This process is described in FIG. 19, where an initial calibration of a camera begins at step 1910 where stereo image pairs of the calibration target at different distances from the camera are captured. Next, at step 1920, one or more features of the calibration target are detected in each stereo image pair. At step 1930 an initial set of calibration parameters are then obtained by minimizing reprojection error using a Levenberg-Marquardt bias mitigation process.

Processing for bias mitigation then begins at step 1940 where 3D locations of all calibration using the current set of calibration parameters are reconstructed. Then at step 1950 the 3D distance between all combinations of features in the same image spanning a minimum distance. Next, at step 1960 errors for the estimated 3D distances are computed preferably using measurements from the position closest to the camera as a ground truth. Processing then continues at step 1970 where it is queried whether a convergence criteria has been met for the computed errors. If this query is answered in the affirmative, and it is therefore determined that the convergence criteria have been met, the process then ends at step 1980. If on the other and the query at step 1970 is answered in the negative, and it is determined that the convergence criteria has not been met, processing continues at step 1975 where it is queried whether a maximum number of iterations has been reached. If this query is answered in the affirmative, and it is therefore determined that the maximum number of iterations has been met, the process then ends at step 1980. If on the other and the query at step 1975 is answered in the negative, and it is determined that the convergence criteria has not been met, processing continues at step 1990 where the parameters are adjusted, preferably in accordance with the slope of the measurement error and a learning rate, and processing then returns to step 1940.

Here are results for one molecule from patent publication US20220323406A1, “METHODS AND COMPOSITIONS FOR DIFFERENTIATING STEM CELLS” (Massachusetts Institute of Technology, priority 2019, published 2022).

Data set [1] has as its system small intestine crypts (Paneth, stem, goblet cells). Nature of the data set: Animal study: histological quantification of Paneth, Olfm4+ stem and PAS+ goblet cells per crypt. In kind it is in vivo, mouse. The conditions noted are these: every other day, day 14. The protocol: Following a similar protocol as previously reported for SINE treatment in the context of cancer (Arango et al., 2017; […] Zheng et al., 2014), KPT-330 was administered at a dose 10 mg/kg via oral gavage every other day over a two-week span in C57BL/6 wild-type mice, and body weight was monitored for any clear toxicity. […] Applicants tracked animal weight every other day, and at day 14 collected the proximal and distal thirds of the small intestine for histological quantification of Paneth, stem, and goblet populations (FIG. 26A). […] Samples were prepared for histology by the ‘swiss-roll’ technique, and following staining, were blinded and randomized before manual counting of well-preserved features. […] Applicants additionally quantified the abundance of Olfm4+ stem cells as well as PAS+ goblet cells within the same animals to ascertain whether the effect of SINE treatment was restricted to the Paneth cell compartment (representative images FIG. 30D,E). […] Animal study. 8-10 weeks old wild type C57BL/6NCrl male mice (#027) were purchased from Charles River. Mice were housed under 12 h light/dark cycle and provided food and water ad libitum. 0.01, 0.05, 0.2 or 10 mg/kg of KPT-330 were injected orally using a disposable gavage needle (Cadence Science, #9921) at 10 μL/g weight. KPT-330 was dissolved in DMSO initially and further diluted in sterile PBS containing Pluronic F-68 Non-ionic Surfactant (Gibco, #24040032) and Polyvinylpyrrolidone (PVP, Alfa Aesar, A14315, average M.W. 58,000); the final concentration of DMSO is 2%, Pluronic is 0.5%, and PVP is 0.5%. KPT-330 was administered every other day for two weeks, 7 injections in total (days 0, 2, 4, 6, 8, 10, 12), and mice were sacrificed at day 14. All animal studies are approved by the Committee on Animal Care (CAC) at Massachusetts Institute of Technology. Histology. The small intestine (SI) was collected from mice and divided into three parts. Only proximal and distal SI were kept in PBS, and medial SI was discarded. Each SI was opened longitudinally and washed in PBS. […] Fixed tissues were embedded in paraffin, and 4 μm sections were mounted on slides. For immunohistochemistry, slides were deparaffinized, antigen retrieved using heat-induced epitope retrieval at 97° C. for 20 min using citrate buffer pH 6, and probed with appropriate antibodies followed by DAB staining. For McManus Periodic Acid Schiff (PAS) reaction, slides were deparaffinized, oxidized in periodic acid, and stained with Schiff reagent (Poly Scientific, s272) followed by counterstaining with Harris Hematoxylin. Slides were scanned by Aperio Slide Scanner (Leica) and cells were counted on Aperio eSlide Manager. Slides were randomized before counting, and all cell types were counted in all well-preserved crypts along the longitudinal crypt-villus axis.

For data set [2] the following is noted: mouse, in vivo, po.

Referring next to FIG. 20, a method for residual bias mitigation flowchart with single calibration target based on standard deviation is shown. As is therefore shown in FIG. 20 an initial calibration of a camera begins at step 2010 stereo image pairs of the calibration target at different distances from the camera are captured. Such a setting is shown in FIG. 16 where a calibration target 1600 is shown located at positions 0, 1, 2 along an optical axis 1610 distances from camera 1620. Next, at step 2020, one or more features of the calibration target are detected in each stereo image pair. At step 2030 an initial set of calibration parameters are then obtained by minimizing reprojection error using a Levenberg-Marquardt bias mitigation process.

Processing then passes to a bias mitigation process, beginning at step 2040 where the 3D locations of all calibration features using the current parameter set are reconstructed. Then at step 2050 the 3D distance between combinations of features spanning images from multiple depths (virtual calibration target) are computed. Next, at step 2060 the standard deviation of each unique measurement of the virtual pattern is computed. Processing then continues at step 2070 where it is queried whether the standard deviation has been minimized. If this query is answered in the affirmative, and it is therefore determined that the standard deviation has been minimized, the process then ends at step 2080. If on the other and the query at step 2070 is answered in the negative, and it is determined that the standard deviation has not been minimized, processing continues at step 2075 where it is queried whether a maximum number of iterations has been reached. If this query is answered in the affirmative, and it is therefore determined that the maximum number of iterations has been met, the process then ends at step 2080. If on the other and the query at step 2075 is answered in the negative, and it is determined that the convergence criteria has not been met, processing continues at step 2090 where the parameters are adjusted, preferably in accordance with the slope of the measurement error and a learning rate, and processing then returns to step 2040.